Combustible Celluloid
 
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With: Chloë Sevigny, Kristen Stewart, Jamey Sheridan, Fiona Shaw, Kim Dickens, Denis O'Hare
Written by: Bryce Kass
Directed by: Craig William Macneill
MPAA Rating: R for violence and grisly images, nudity, a scene of sexuality and some language
Running Time: 105
Date: 09/14/2018
IMDB

Lizzie (2018)

2 1/2 Stars (out of 4)

Axe to Grind

By Jeffrey M. Anderson

Craig William Macneill's Lizzie re-imagines the legendary Lizzie Borden murders, placing Lizzie (Chloë Sevigny) as an innocent in a world full of vile, rotten men, and her relationship with servant girl Bridget (Kristen Stewart) throttled by the ignorance and bigotry of the times. The movie could have been hot pulp, but instead it plays like a drastic costume drama, with characters sitting grimly in rooms while other characters enter and talk sternly to one another. Virtually nothing happens for almost an hour, aside from an opening flash-forward showing the discovery of the bloody bodies.

After that time, Macneill and screenwriter Bryce Kass finally provide a moment of tenderness and surrender between the two women, but they fail to generate enough heat to bring murder into the equation. Then, the movie attempts to generate suspense by showing the aftermath of the murder, followed, finally, by the murders themselves. Macneill finds many interesting camera angles, with Lizzie off-kilter within the frame, or fading out of focus, or a few dazzling circular pans, but they seem to be at odds with the staid, unmoving material.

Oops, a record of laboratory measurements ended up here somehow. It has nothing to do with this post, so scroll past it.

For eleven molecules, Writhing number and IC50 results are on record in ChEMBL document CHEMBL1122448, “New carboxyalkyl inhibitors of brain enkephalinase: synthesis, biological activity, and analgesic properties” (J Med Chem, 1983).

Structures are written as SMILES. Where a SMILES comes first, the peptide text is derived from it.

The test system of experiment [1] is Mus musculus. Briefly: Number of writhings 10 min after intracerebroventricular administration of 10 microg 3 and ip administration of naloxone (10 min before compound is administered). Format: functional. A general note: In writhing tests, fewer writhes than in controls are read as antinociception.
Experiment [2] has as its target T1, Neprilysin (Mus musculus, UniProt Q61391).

Jamey Sheridan plays Lizzie's father Andrew, permanently frowning; when he turns down an offer of a fresh pear, it sounds like an insult. His malevolence is suggested when he creeps into bed with a struggling Bridget, then slides back into his own marital bed. Fiona Shaw looks miserable as his wife, and Denis O'Hare is merely nasty as Lizzie's uncle, who would have inherited the family fortune, if Andrew's will were ever found. Kim Dickens has extremely little to do as Lizzie's sister Emma (I wasn't even sure who she actually was for half the film). The Borden case has fascinated folks for over a century, and it deserves an equally fascinating movie. Lizzie isn't it.

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